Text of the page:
Life's a pitch for Aussies

Clayton MurzelloThere is some difference between Australia’s 4-0 whitewash of India last year and India’s 4-0 result last week. Australia completed their quartet of wins on a fair pitch at the Adelaide Oval while India got theirs courtesy a diabolic Kotla strip in New Delhi. Javed Miandad said the other day that he would have been embarrassed if he were a television commentator present at the Kotla because he would not know what to tell his viewers of a win achieved on a spiteful pitch that nearly killed Australian batsman Phil Hughes.

Over the years, Australia have not been very lucky with pitches. Their former off-spinner Ashley Mallett came up with an extraordinary story in his book on teammate Doug Walters that the pitch at the Kotla on the 1969-70 tour was a different to the one they encountered before the rest day. Apparently, Ashok Mankad, who had figured in that Test, told Mallett later that some hanky-panky took place during the rest day of the game. Mallet wrote: “There was no reason for Mankad to have invented such a story, it was also impossible for me to verify the story and no way there would be an investigation. We duly lost the Test easily, with Ajit Wadekar hitting a great 91 not out and Viswanath playing some delightful cuts and sweeps for an unconquered 44. It was unconceivable that the wicket could have played so well after the events of two days earlier.”

Uneven Playing Field: India got its victory on the diabolic Kotla strip in New Delhi

A few months later, on the disastrous 1969-70 tour of South Africa, host captain Ali Bacher went out for an early toss with Bill Lawry for the second Test in Durban. Lawry won the toss and decided to field. According to Mallett, as his captain reached the dressing room, the Kingsmead groundsmen were already at work, removing the grass. The rule book allowed the pitch to be worked on up to 30 minutes before the start of play.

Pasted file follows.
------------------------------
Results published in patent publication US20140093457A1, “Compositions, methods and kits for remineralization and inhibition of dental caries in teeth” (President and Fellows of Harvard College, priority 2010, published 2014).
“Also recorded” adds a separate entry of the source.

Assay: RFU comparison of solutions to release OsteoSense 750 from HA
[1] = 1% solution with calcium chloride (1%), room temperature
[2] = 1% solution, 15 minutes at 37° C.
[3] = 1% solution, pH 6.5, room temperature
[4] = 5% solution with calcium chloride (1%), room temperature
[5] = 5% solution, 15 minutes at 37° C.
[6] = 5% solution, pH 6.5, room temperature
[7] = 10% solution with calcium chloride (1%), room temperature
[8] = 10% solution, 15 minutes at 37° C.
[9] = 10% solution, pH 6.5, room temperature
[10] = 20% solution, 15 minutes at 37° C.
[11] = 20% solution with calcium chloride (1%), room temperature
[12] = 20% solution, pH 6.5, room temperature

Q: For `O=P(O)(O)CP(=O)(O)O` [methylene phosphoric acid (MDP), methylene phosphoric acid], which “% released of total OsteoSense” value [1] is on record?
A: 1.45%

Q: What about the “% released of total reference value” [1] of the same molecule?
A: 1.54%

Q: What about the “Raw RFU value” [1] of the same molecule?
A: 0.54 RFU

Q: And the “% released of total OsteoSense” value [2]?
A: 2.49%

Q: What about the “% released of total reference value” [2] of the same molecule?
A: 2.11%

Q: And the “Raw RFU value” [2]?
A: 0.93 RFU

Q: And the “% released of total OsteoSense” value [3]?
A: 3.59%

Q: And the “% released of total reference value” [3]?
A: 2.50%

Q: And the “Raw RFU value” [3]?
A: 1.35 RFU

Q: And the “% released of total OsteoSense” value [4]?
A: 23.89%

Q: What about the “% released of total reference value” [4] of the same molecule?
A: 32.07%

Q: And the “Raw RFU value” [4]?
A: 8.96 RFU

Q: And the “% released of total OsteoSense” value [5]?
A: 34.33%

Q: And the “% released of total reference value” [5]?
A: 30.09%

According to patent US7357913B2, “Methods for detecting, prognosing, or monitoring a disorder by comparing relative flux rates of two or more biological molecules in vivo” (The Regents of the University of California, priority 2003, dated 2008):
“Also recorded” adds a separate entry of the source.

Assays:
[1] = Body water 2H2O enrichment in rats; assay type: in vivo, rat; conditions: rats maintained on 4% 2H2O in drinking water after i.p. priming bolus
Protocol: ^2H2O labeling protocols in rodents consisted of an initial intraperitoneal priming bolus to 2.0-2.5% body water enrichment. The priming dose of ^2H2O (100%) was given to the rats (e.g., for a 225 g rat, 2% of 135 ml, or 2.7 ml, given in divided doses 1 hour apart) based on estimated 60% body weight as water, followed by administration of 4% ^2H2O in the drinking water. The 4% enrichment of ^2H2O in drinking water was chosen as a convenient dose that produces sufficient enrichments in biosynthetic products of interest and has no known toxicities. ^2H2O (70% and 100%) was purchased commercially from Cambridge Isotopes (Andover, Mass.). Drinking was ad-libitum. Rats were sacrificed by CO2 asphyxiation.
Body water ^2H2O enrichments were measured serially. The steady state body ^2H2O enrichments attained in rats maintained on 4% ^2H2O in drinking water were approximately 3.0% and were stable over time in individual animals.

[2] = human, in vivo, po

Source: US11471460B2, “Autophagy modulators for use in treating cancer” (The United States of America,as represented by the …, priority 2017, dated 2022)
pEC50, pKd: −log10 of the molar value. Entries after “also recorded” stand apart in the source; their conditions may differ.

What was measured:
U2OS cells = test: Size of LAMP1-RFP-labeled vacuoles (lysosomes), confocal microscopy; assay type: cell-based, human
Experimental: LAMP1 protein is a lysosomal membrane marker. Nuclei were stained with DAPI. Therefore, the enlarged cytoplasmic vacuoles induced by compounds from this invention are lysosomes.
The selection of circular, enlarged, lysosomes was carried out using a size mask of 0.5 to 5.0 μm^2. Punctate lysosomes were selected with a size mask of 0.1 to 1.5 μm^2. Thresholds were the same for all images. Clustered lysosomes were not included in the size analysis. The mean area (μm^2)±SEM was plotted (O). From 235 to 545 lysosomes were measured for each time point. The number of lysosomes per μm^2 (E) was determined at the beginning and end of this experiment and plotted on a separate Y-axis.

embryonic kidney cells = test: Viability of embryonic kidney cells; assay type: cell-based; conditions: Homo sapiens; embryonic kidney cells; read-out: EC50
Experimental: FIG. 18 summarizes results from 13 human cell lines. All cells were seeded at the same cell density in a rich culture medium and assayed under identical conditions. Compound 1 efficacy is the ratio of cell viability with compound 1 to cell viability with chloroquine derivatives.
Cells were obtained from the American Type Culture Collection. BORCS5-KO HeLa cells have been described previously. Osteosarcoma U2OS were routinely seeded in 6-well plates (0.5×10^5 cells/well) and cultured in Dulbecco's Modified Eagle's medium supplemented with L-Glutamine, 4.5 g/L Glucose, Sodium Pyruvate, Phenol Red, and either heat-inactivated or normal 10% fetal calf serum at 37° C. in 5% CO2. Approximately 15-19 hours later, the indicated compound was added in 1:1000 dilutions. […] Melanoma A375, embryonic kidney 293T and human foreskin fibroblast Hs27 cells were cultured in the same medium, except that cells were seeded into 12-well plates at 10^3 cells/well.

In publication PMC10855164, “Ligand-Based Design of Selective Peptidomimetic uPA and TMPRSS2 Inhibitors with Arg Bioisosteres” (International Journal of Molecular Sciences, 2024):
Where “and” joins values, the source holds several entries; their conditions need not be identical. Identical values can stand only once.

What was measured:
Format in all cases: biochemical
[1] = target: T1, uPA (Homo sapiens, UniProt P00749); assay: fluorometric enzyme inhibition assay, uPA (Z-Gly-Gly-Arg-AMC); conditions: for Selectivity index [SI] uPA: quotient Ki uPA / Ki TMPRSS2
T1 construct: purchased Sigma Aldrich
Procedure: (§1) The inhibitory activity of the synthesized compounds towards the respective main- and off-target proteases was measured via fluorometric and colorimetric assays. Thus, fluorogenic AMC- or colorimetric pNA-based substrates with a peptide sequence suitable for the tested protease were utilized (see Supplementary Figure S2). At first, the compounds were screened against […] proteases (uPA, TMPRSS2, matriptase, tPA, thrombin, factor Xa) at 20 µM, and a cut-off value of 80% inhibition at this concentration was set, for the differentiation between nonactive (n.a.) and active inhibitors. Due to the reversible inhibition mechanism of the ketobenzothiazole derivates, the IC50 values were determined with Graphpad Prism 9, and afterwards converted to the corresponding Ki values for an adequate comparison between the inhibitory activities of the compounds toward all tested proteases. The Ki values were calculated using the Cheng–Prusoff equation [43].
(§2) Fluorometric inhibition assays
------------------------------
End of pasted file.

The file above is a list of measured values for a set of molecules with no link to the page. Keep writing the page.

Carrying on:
But then, Lawry had given in to a request for an early toss. South Africa’s first innings score of 622 meant that they didn’t have to bat again in the Test which Australia lost by an innings and 129 runs. On the 1956 Ashes tour of England, the Australian camp felt that the pitch for the fourth Test at Manchester was doctored to suit Laker and fellow spinner Tony Lock. The surface was coated with a substance called marl. Without taking away from Laker’s 19 wickets in the Test, the Australians felt they were duped. In fact, after the Australians won the second Test at Lord’s where Keith Miller got 10 wickets, England’s captain Peter May told Australia’s batting great Neil Harvey, “that’s the last wicket you are going to get like that.” And pace terror Frank Tyson, who was recovering from injury and all set to play the third Test at Leeds, was told by his England bosses that he would not be needed for the series.

The 1972 Australians believed they were done in at the same venue when, strangely, the Leeds pitch contracted a fungus called Fusarium. The fungus rendered the pitch dodgy and left-arm spinner Derek Underwood, known for being unplayable on damp pitches, was summoned to be part of the England playing XI for the first time in the series. The Leeds Test came close on the heels of the Lord’s game where Australia had levelled the series through the swing and pace of BobMassie and Dennis Lillee. England, as expected, won at Leeds. Despite India’s heroics, the Kotla Test of 2013 will go down in history as a three-day game played on a wrestling pit of a pitch. India’s wrestling authorities could consider it as an apt venue for a championship. It may even help the sport to stay as an Olympic discipline. 

Clayton Murzello is MiD DAY’s Group Sports Editor

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